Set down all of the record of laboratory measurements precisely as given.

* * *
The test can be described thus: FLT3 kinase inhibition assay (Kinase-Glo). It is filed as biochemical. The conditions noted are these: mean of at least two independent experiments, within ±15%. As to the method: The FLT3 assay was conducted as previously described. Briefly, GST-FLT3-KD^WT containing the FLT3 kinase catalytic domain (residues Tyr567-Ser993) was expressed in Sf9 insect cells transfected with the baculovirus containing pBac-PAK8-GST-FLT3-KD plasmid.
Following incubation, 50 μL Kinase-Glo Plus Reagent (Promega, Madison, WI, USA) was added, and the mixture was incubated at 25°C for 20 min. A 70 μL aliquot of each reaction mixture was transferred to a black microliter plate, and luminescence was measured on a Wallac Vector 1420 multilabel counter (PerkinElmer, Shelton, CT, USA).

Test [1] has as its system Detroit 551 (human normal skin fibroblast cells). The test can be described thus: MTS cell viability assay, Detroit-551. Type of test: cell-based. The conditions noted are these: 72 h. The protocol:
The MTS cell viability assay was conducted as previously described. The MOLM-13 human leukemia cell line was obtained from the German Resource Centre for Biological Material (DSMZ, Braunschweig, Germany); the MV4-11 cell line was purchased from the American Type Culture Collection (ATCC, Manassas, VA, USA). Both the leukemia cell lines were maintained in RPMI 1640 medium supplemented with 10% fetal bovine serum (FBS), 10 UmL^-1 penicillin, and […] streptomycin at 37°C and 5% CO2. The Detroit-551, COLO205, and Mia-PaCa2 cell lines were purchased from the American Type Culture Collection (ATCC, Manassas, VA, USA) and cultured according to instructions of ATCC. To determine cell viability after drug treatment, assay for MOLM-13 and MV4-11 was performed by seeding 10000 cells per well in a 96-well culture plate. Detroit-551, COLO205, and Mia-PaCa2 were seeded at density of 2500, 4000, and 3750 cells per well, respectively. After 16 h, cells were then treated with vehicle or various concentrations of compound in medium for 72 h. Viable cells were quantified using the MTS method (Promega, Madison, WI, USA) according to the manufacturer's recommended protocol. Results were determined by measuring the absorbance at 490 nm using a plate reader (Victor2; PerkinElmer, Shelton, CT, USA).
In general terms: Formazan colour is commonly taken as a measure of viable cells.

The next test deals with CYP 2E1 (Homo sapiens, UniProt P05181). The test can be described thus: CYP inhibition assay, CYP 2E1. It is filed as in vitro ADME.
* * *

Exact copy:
The test can be described thus: FLT3 kinase inhibition assay (Kinase-Glo). It is filed as biochemical. The conditions noted are these: mean of at least two independent experiments, within ±15%. As to the method: The FLT3 assay was conducted as previously described. Briefly, GST-FLT3-KD^WT containing the FLT3 kinase catalytic domain (residues Tyr567-Ser993) was expressed in Sf9 insect cells transfected with the baculovirus containing pBac-PAK8-GST-FLT3-KD plasmid.
Following incubation, 50 μL Kinase-Glo Plus Reagent (Promega, Madison, WI, USA) was added, and the mixture was incubated at 25°C for 20 min. A 70 μL aliquot of each reaction mixture was transferred to a black microliter plate, and luminescence was measured on a Wallac Vector 1420 multilabel counter (PerkinElmer, Shelton, CT, USA).

Test [1] has as its system Detroit 551 (human normal skin fibroblast cells). The test can be described thus: MTS cell viability assay, Detroit-551. Type of test: cell-based. The conditions noted are these: 72 h. The protocol:
The MTS cell viability assay was conducted as previously described. The MOLM-13 human leukemia cell line was obtained from the German Resource Centre for Biological Material (DSMZ, Braunschweig, Germany); the MV4-11 cell line was purchased from the American Type Culture Collection (ATCC, Manassas, VA, USA). Both the leukemia cell lines were maintained in RPMI 1640 medium supplemented with 10% fetal bovine serum (FBS), 10 UmL^-1 penicillin, and […] streptomycin at 37°C and 5% CO2. The Detroit-551, COLO205, and Mia-PaCa2 cell lines were purchased from the American Type Culture Collection (ATCC, Manassas, VA, USA) and cultured according to instructions of ATCC. To determine cell viability after drug treatment, assay for MOLM-13 and MV4-11 was performed by seeding 10000 cells per well in a 96-well culture plate. Detroit-551, COLO205, and Mia-PaCa2 were seeded at density of 2500, 4000, and 3750 cells per well, respectively. After 16 h, cells were then treated with vehicle or various concentrations of compound in medium for 72 h. Viable cells were quantified using the MTS method (Promega, Madison, WI, USA) according to the manufacturer's recommended protocol. Results were determined by measuring the absorbance at 490 nm using a plate reader (Victor2; PerkinElmer, Shelton, CT, USA).
In general terms: Formazan colour is commonly taken as a measure of viable cells.

The next test deals with CYP 2E1 (Homo sapiens, UniProt P05181). The test can be described thus: CYP inhibition assay, CYP 2E1. It is filed as in vitro ADME.